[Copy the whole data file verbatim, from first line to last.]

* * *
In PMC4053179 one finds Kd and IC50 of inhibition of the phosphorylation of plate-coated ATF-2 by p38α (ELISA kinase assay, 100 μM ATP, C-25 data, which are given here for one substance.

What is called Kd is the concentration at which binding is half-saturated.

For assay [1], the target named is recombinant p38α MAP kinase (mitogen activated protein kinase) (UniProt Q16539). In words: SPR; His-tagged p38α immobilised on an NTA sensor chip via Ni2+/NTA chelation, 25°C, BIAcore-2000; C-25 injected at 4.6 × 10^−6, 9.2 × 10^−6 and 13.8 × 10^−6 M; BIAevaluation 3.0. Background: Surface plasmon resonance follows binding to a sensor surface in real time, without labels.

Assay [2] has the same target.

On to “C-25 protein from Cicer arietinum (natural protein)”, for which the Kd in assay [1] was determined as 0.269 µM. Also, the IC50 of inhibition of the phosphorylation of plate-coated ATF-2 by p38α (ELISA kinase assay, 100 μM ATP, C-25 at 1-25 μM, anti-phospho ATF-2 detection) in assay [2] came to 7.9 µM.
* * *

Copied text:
In PMC4053179 one finds Kd and IC50 of inhibition of the phosphorylation of plate-coated ATF-2 by p38α (ELISA kinase assay, 100 μM ATP, C-25 data, which are given here for one substance.

What is called Kd is the concentration at which binding is half-saturated.

For assay [1], the target named is recombinant p38α MAP kinase (mitogen activated protein kinase) (UniProt Q16539). In words: SPR; His-tagged p38α immobilised on an NTA sensor chip via Ni2+/NTA chelation, 25°C, BIAcore-2000; C-25 injected at 4.6 × 10^−6, 9.2 × 10^−6 and 13.8 × 10^−6 M; BIAevaluation 3.0. Background: Surface plasmon resonance follows binding to a sensor surface in real time, without labels.

Assay [2] has the same target.

On to “C-25 protein from Cicer arietinum (natural protein)”, for which the Kd in assay [1] was determined as 0.269 µM. Also, the IC50 of inhibition of the phosphorylation of plate-coated ATF-2 by p38α (ELISA kinase assay, 100 μM ATP, C-25 at 1-25 μM, anti-phospho ATF-2 detection) in assay [2] came to 7.9 µM.